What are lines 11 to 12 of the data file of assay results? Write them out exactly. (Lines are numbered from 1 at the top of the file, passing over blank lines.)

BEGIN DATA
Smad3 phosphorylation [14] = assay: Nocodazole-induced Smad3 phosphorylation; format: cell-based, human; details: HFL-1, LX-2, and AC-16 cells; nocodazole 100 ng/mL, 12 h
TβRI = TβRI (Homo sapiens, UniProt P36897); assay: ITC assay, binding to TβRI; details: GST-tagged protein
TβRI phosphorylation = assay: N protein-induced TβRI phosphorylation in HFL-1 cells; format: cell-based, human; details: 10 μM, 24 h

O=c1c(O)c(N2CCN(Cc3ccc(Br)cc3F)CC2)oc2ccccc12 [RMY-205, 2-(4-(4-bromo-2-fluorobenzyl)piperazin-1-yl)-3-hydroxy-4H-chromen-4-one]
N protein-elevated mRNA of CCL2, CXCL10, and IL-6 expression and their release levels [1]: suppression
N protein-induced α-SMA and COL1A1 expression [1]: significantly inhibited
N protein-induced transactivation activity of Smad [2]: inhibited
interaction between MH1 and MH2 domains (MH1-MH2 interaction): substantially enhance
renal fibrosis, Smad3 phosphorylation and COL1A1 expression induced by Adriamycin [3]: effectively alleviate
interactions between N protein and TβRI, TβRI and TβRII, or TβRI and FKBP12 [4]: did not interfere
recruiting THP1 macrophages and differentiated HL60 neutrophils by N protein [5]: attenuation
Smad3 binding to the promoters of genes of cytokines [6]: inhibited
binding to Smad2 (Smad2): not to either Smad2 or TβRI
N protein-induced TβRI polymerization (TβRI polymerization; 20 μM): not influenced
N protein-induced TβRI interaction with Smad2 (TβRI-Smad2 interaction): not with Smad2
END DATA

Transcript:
recruiting THP1 macrophages and differentiated HL60 neutrophils by N protein [5]: attenuation
Smad3 binding to the promoters of genes of cytokines [6]: inhibited